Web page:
The question of whether to cut out cable TV is more than a tech-nerd’s online pet project. Nearly 10% of English-speaking Canadians do not pay for cable or satellite—a number that’s doubled since 2011, according to Media Technology Monitor (MTM). But despite grievances (mostly related to the high cost of cable), the vast majority of Canadians still haven’t opted to cut the cord for one simple reason: There are few alternatives for watching popular prime-time programs.
A new entry is a joint venture between Shaw and Rogers (which owns MoneySense) called shomi (pronounced show-me). Officially launching Tuesday, shomi is a subscription video-on-demand service that will be made available to Rogers and Shaw customers to start, but there are discussions with Bell and Telus to expand the offering to all Canadians with an Internet connection.
Until now, anyone considering cutting the cable was left with one of two choices for watching TV (or a combination of both):
- Over-the-air antenna, which provides about 20 high-definition channels, but only if you have the right antenna, on the right part of your roof, facing the right way;
- Or, buy an Xbox, PlayStation, or any other tech-gadget that allows you to connect your TV to the Internet and gives you access to online streaming services, such the Canadian edition of Netflix, or the expensive pay-per-view selections of Google TV and Apple TV.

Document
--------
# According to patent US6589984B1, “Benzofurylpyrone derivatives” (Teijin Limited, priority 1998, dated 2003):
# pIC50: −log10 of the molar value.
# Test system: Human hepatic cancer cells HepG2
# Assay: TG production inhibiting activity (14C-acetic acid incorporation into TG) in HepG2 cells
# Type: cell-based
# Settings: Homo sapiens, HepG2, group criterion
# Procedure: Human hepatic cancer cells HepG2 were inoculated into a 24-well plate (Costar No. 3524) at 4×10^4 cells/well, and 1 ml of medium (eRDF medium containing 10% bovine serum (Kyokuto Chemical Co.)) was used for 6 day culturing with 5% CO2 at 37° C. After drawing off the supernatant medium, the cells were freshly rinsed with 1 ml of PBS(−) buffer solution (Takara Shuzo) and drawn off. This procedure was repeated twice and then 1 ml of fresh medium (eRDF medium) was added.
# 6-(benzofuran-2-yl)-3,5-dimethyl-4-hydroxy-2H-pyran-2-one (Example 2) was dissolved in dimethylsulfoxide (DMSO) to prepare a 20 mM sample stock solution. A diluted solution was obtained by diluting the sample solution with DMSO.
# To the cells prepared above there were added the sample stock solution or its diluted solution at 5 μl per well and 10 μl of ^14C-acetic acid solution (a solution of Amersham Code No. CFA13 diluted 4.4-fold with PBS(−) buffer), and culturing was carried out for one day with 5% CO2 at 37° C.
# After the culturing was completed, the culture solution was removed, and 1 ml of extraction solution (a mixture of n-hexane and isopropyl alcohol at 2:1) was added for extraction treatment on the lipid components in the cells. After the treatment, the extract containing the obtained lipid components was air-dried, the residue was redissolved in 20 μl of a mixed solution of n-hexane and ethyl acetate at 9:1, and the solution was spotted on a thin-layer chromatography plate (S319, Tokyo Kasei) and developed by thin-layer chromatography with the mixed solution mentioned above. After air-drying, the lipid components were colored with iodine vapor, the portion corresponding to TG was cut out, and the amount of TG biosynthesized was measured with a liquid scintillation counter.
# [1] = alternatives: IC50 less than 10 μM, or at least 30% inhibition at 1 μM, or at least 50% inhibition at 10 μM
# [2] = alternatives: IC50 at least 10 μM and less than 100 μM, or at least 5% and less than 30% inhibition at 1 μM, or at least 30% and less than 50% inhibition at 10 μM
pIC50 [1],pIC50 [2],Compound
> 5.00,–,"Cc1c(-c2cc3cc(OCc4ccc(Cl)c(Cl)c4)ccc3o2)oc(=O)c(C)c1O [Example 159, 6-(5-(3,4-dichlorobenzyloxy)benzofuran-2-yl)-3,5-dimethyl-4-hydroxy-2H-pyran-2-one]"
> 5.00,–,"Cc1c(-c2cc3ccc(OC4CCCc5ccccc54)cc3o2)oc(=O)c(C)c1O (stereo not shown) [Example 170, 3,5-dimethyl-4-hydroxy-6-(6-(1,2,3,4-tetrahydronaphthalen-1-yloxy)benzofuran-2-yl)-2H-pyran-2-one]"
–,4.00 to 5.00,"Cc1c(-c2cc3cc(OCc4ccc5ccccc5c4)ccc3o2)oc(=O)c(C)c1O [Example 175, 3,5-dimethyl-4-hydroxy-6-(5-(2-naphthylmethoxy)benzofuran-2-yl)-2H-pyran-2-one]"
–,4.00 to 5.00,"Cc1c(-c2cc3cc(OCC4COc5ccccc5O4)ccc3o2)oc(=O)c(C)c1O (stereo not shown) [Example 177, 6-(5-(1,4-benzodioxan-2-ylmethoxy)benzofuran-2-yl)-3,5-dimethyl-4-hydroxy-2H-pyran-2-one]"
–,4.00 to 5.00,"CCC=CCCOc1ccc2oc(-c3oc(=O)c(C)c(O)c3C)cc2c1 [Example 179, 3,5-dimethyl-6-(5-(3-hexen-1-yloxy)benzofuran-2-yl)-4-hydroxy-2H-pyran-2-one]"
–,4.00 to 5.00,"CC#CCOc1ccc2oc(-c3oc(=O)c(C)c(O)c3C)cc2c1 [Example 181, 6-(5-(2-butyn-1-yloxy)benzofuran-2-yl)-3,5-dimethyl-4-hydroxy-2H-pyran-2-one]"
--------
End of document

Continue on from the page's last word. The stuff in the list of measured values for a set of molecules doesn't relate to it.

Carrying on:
Shomi offers yet another option to access a wide range of programming without paying for a premium cable package.
Like Netflix, shomi is being offered to new subscribers for free for 30 days. After that subscribers are charged $8.99 per month. But unlike Netflix, shomi subscribers will continue to get access to U.S. and Canadian hit TV series, such as, Sons of Anarchy, Modern Family, American Horror Story, Scandal, Vikings and 24: Live Another Day, as well as shows with cult followings, such as, It’s Always Sunny in Philadelphia, Revenge, New Girl and 2 Broke Girls. The monthly streaming service will also give subscribers access to past movie hits, fan-favourite films, cult-classics and family-friendly kids movies and TV shows. In all, shomi subscribers can expect to get approximately 12,000 hours of content (or about 1,200 movies and 340 TV titles).
Shomi will also offer ratings from Rotten Tomatoes and movie trailers before selecting a movie to watch—just like the cable-TV viewers can expect from their on-demand experience. Shomi is also the only online streaming service that will not rely solely on viewer algorithms to surface content, but offers a human touch with guest curators and entertainment experts offering up suggestions to viewers.
Of course, viewers that are tech-savvy enough to bypass Netflix’s geo-location coding and gain access to the company’s U.S. TV and movie selections—by using Virtual Private Networks (VPNs)—will not consider shomi’s content robust enough, but for those of us without a computer engineering degree that still want to cut our cable bill, shomi may be an option worth considering.